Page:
SD’s hot, dry weather good for haying

 

I found this fellow near Estelline, S.D., harvesting hay under a harvest moon. lalfa third-cutting is 49 percent complete, up from 43 percent the previous week and slightly behind average, acccording to the National Agricultural Statistics Service report, released Monday. Hot, dry weather is causing problems in much of South Dakota, but haying has been going well. Farmers in some areas of the state are preparing land for winter wheat seeding, and silage harvest.  It’s driest in much of the east-central areas, with Britton parched and behind season averages by 3.5 inches, while Brookings is 8.4 inches ahead of normal, and Mitchell and Sioux Falls are 10 to nearly 11 inches ahead. Centerville, Vermillion and Yankton are 7 to 9 inches ahead.

Stock water supplies are still 92 percent adequate or surplus, compared to 91 percent last year and a five-year average of 71 percent. Topsoil moisture conditions in the “short” and “very short” categories grew to 42 percent in the past week, up from 33 percent the previous week and a 22 percent average for the past five years. Subsoil moisture is now 33 percent short to very short.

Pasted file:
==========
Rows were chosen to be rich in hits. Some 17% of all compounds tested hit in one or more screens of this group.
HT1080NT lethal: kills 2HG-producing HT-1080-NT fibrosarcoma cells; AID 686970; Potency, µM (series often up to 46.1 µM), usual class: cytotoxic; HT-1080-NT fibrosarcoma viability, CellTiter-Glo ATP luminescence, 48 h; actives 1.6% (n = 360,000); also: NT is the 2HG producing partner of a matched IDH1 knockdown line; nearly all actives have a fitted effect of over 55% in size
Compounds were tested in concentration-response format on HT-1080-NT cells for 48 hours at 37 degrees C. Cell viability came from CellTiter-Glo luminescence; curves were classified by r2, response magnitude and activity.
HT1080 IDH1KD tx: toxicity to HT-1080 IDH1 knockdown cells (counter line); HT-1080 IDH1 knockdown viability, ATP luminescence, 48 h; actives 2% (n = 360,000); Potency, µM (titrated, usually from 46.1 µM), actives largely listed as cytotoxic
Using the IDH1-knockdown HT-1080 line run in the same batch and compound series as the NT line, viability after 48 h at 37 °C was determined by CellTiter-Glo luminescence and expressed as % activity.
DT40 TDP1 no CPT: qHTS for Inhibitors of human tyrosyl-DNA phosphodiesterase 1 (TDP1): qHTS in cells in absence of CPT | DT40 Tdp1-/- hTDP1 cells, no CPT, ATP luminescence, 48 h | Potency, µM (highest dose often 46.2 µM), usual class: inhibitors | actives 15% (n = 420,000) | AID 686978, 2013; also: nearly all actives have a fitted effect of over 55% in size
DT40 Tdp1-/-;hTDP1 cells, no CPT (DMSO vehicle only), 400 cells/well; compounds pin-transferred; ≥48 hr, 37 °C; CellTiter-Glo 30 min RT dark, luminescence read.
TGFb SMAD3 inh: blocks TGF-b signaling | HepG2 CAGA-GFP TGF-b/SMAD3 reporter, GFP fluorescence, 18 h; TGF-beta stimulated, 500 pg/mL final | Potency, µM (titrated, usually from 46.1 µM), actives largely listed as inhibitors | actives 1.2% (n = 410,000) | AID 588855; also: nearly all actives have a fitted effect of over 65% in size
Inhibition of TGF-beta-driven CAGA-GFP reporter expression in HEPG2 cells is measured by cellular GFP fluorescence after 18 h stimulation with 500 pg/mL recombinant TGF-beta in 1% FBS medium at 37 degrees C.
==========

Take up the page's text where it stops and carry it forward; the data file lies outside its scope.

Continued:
Crop conditions in the “good” to “excellent” categories hung in there, despite the dry conditions. Corn was 74 percent in the two best categories, up from 71 percent last week; 9 percent poor or worse, compared to 10 percent the previous week.  Soybeans, are ranked 70 percent good to excellent, 68 percent last week; 11 percent poor or worse, same as the previous week.

Sorghum, 80 percent good to excellent, 90 percent last week; sunflower, 64 percent good to excellent, 66 the previous week;  alfalfa, 63 percent good to excellent, 64 the previous week; range and pasture, 66 percent, 72 percent last week.

Barley and spring wheat are both 95 percent harvested, about the same as the five-year average.

Corn is 53 percent dented, up from 32 percent the previous week. About 90 percent was in the dough stage, which is way ahead of last year’s 64 percent, and above the 82 percent average for this date. About 7 percent of the silage had been taken, compared to a five-year average of 14 percent for this date.

Soybeans went to 17 percent the “dropping leaves” phase, up from 3 percent the previous week and compared to a 12 percent average.

Sunflower is 98 percent blooming, up from 93 percent the previous week on par with a 97 percent average. About 35 percent of the ray flowers are dry, and 9 percent of bracts are yellow – both, slightly below-the five-year averages.

Alalfa third-cutting is 49 percent complete, up from 43 percent the previous week and slightly behind average.

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